Yesterday was my birthday. I turned 44. It was my favorite kind of day, quiet and unplanned. My husband and kids waited on me hand and foot. “Are you having a good day?” they kept asking. And I was. I wrote and read, took a long walk, swam and joined the kids in a water balloon fight.
Every year on my birthday, I love to rejoice in the ordinary. Let the day unfold and see what special memories arise.
Last year, my son and I walked down a country road and took tons of black and white photos. It was truly a gift watching him discover a passion for photography.
He took these photos that day:
For my 40th birthday Lee and the kids took me to dinner at an old inn with thick white tablecloths and older men at nearby tables dressed in navy sports coats. When dinner ended, we walked down the road to the old New London Barn Playhouse that’s held Summer Stock theater since 1934. The musical playing was Cats. It was my third time seeing it, but the first since discovering that it was based on T.S.Eliot’s poem The Song of the Jellicles.
We sat in the front row of the once hayloft balcony. The performers were so close, maybe just 20 feet below, that it felt like they were singing to us alone. Sitting in the darkened theater with my husband and children, joy fluttered in my chest and I wondered, Could it get any better than this?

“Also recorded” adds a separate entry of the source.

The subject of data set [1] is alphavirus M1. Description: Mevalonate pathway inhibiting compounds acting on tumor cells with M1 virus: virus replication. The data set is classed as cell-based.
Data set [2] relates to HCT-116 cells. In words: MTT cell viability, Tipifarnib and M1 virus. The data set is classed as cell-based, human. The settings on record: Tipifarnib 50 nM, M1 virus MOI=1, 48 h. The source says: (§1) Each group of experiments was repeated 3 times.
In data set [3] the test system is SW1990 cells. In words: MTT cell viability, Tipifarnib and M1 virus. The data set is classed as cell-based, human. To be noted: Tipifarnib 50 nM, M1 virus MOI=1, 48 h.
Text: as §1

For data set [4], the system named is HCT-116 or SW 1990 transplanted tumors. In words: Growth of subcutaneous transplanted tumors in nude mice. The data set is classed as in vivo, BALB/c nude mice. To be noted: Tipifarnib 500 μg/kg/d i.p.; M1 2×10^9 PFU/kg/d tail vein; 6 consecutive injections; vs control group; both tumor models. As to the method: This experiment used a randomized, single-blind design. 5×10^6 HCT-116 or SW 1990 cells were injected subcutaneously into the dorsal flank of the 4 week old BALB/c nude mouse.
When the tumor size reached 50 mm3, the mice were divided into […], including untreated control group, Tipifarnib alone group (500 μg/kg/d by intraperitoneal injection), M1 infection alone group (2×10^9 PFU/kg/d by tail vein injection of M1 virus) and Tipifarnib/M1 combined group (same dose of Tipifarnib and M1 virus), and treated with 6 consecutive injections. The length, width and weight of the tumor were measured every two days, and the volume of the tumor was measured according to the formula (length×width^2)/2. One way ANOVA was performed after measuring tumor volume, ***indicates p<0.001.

And then it did. Toward the end of the musical, Grizabella, the old glamour cat, stepped to the front of the stage and began to sing Memory, the song based on T.S. Eliot’s poem Rhapsody on a Windy Night.
See the dew on the sunflower
And a rose that is fading
Roses whither away
Like the sunflower
I yearn to turn my face to the dawn
I am waiting for the day . . .”
As the notes left her mouth, the children, sitting on either side of me, clutched my hands. I couldn’t take my eyes of the luminous woman standing in the glow of the spotlight.
Not a sound from the pavement
Has the moon lost her memory?
She is smiling alone…”
And then the theater went black – a power outage. The aisle lights went out. The fans stopped turning. The audience collectively sucked in their breath. But the singing never stopped.
Engulfed in darkness, the lyrics washed over us.
All alone in the moonlight
I can smile at the old days
I was beautiful then
I remember the time I knew what happiness was
Let the memory live again…”
And then on her next high note,
Grizabella was suddenly awash in a slanted, yellowy light radiating from the back of the theater. (Later, we’d find out a quick thinking stagehand used the entry ramp to position the headlights of his Chevy!)
It’s so easy to leave me
All alone with the memory
Of my days in the sun
If you touch me
You’ll understand what happiness is
A new day has begun.”
Had it ever. If this was the start of 40, bring it on.
Leaving the theater we saw that the entire town had lost power, and the four of us walked hand in hand down the main street lit entirely by the glow of dazzling starlight.
Do you have a favorite birthday memory?